After petition, Pelton meets athletes

by Heidi Moeller / Beacon Staff • March 29, 2012

After hundreds of student athletes and alumni petitioned the president to evaluate the athletic director, President M. Lee Pelton held a meeting with team captains Thursday to discuss their concerns.

The topics of the meeting included improving communication between the Athletics Department administration and the team members, and working to increase the current budget for the department.

When the petition created by former men’s basketball player Kabir Moss Feb. 23 called to reconsider the position of current athletic director Kristin Parnell, hundreds of current and former students supported the sentiment by signing the document. 

Pelton said he was aware of the petition, and while it was not directly discussed during the meeting, he got a sense that the captains are disgruntled with the relationship between the administrators and the athletes. The petition was directed to Pelton and Vice President for Information Technology William Gilligan who oversees the athletic department. 

“Some expressed frustration and a loss of pride in what they do,” Pelton said. “Many of them discussed the erosion of trust and confidence and lack of outward support. I take those [concerns] very seriously.”

Olivia DiNucci, a junior captain on the women’s basketball team, announced earlier this year she will not play her senior season in part due to problems with the athletic department. In a Feb. 23 article in the Beacon, DiNucci said she did not like playing in the atmosphere at Emerson, and she would not miss playing for the college. 

The political communication major said after the article was printed, Pelton asked to meet with her. 

“We talked and I said I was representing a lot of voices,” she said. “I really respect him as a leader for coming to me and understanding there is a problem and wanting to fix it.”

During her one-on-one meeting with the president, DiNucci said they discussed having a meeting for the captains to speak with Pelton in a comfortable setting.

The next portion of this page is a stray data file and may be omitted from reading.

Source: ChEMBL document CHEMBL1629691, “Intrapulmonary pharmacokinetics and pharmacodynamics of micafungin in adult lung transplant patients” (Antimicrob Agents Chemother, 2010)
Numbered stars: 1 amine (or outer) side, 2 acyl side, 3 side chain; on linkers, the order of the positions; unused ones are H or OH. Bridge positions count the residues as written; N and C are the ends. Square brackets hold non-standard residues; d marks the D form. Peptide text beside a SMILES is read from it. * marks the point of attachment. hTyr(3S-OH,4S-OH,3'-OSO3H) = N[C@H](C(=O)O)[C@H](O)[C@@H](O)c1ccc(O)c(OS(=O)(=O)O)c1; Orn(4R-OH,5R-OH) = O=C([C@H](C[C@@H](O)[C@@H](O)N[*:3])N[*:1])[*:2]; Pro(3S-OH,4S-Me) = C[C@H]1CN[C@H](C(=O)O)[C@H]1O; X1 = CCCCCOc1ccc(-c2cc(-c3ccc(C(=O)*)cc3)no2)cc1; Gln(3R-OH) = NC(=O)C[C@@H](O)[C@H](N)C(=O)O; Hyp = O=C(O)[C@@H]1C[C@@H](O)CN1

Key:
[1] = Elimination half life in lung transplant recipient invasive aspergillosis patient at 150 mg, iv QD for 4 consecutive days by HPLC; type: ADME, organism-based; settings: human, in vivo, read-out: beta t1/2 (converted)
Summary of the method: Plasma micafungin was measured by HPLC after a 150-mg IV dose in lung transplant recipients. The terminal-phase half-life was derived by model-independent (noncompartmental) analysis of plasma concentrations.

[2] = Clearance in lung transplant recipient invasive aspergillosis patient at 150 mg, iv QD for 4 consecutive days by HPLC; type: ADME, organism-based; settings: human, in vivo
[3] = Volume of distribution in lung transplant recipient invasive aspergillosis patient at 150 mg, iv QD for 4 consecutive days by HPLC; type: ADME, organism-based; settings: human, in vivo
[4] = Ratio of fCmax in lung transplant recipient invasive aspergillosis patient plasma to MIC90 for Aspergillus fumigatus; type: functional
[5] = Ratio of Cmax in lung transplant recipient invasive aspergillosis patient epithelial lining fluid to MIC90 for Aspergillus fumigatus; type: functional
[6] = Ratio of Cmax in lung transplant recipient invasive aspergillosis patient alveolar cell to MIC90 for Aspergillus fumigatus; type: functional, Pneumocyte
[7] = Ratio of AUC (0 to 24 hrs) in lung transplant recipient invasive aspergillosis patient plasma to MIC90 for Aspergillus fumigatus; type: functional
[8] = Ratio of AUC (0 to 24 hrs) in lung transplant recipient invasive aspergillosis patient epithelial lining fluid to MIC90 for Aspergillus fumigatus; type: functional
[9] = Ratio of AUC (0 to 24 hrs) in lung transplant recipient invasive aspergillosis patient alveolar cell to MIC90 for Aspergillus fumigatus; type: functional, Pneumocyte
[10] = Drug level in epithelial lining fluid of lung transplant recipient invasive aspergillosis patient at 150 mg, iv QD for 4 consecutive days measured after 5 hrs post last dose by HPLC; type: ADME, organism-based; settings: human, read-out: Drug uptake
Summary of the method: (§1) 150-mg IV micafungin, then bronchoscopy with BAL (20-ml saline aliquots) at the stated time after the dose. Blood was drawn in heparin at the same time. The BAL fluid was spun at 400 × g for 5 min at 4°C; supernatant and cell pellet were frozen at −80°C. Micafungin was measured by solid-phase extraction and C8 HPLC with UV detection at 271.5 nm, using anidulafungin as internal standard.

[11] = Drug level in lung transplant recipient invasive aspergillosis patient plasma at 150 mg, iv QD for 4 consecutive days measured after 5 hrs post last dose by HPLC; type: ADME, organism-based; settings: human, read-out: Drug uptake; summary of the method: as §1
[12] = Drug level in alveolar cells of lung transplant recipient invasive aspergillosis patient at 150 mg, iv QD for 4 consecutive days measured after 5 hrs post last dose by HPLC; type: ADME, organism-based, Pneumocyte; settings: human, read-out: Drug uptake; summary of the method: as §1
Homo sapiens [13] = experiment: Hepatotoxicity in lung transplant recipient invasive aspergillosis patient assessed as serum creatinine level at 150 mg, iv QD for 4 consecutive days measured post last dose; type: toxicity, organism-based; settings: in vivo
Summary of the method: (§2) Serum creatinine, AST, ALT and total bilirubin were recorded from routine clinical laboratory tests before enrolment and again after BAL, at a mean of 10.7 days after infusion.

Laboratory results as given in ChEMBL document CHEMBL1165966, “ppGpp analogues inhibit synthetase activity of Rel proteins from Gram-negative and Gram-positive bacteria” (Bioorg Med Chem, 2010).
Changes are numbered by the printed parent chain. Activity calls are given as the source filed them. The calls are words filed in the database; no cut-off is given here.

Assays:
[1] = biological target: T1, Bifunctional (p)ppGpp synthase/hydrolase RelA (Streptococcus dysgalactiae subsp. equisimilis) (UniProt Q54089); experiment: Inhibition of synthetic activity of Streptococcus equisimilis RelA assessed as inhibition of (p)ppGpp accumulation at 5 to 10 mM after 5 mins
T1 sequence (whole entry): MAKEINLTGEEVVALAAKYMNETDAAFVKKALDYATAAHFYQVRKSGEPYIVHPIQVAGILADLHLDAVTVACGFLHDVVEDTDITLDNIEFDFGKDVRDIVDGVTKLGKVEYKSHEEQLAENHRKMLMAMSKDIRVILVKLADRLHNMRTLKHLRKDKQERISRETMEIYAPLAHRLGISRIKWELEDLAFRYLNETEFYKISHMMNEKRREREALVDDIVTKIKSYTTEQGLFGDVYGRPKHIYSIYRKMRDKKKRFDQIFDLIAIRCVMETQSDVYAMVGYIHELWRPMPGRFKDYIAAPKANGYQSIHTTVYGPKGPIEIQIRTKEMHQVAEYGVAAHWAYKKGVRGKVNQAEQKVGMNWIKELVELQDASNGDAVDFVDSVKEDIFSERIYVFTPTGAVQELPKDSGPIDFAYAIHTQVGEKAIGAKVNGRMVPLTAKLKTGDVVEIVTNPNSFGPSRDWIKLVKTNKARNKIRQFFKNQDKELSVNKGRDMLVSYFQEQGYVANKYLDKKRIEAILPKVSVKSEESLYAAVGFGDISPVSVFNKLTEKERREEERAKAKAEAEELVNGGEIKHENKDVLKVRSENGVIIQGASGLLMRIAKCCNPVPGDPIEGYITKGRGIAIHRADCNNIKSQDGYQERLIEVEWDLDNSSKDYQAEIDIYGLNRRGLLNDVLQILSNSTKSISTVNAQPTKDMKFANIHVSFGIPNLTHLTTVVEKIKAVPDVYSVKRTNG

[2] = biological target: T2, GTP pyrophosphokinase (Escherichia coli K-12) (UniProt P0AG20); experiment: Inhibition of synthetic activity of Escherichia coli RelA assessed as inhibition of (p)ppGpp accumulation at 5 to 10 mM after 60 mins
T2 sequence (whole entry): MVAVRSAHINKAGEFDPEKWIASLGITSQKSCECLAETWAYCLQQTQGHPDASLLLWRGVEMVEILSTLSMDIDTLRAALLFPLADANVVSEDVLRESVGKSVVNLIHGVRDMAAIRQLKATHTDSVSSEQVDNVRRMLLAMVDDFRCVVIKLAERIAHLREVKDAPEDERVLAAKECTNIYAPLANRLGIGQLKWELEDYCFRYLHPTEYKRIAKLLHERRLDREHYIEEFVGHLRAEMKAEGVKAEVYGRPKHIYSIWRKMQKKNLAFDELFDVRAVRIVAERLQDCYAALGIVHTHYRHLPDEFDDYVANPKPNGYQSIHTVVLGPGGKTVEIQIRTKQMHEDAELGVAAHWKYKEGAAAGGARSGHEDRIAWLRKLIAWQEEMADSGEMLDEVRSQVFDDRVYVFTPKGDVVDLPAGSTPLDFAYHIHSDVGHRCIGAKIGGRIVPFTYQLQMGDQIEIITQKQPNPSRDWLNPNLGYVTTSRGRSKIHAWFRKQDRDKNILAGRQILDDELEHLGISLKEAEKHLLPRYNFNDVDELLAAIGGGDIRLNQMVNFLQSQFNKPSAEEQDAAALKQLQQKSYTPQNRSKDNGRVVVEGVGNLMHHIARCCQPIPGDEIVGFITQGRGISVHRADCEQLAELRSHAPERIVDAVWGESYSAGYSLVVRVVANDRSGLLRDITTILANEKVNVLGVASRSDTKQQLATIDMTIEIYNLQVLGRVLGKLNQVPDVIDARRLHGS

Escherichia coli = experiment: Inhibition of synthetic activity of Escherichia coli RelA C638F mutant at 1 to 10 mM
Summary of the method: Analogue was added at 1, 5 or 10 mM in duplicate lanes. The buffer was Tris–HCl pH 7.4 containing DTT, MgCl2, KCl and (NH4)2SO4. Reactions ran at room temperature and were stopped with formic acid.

DiNucci said she was happy to that see all teams were represented, with the exception of women’s lacrosse, which had a game and was unable to send a representative.

“Everyone who was there had something to say,” she said. “It’s funny, that’s the only time that we have all been together. It was nice to see everyone there not because they wanted to bash someone but because they wanted to make something better.”

Before the meeting, Brandon Fox, the fall 2011 men’s cross country captain, said he had written a letter to Pelton with his concerns about the state of athletics, questioning the transportation for athletes to and from away games and gym access for athletes that attend The Berklee College of Music and Massachusetts College of Art and Design, whose students can play for Emerson’s athletic teams through the ProArts Consortium. 

Fox said the college currently uses a combination of vans and buses, allowing team members with a license who receive certification to drive teammates to games. 

“It’s not safe for athletes to be driving each other to practices or meets; it puts a lot of stress on us that we really don’t need,” Fox said. 

Pelton said changing the mode of transportation for athletes is a budgetary manner. He said the students spoke at length about the struggle of driving to practices and games. 

Fox, who graduated from Emerson in December, said the meeting only scratched the surface on the depth of conflict within the department. Like many of the senior captains, Fox will not be at the college to see any of the changes spoken about come to fruition. 

Similarly, DiNucci will be studying in Washington, D.C. next semester and plans to graduate in December. While she will not be at the school to see any of the discussed needs within the department addressed, she hopes future athletes will have a better experience. 

“The biggest shame is what a lot of alumni have done is leave Emerson and not care to look back because of the state of the department,” she said. “I want the best for all the athletes.” 

But Pelton said he plans for there to be a way for the concerned athletes who will be graduating to keep tabs on their alma mater. While no definitive strategy has been spoken about, Pelton said he will be meeting with the athletic administration in the next few weeks to determine what the next steps for the department will be. 

“The next steps should answer three questions: What is the role of intercollegiate athletics at Emerson College, what do we need in order to support our student athletes, and what do we need to ensure that they are able to be competitive and have a great experience whenever ... they engage in an athletic contest,” Pelton said. 

As the college prepares to leave the Great Northeast Athletic Conference and enter the more competitive New England Women’s and Men’s Athletic Conference in the fall of 2014, Fox said Emerson needs to expand recruitment efforts to be able to keep up with its new opponents. 

“We want to be able to be there, be ready, and have an athletic department behind us at all times,” Fox said. 

Pelton said many of the frustrations that athletes presented will be worked out over time.

“It’s my goal to ensure that when student athletes compete, that they will have a great experience and that they will be on a level playing field with the opposing teams,” Pelton said. “It’s not easy to be a student athlete at Emerson College because of the lack of fan support and other factors. Those who participate are dedicated, committed, and represent the college. ery well.”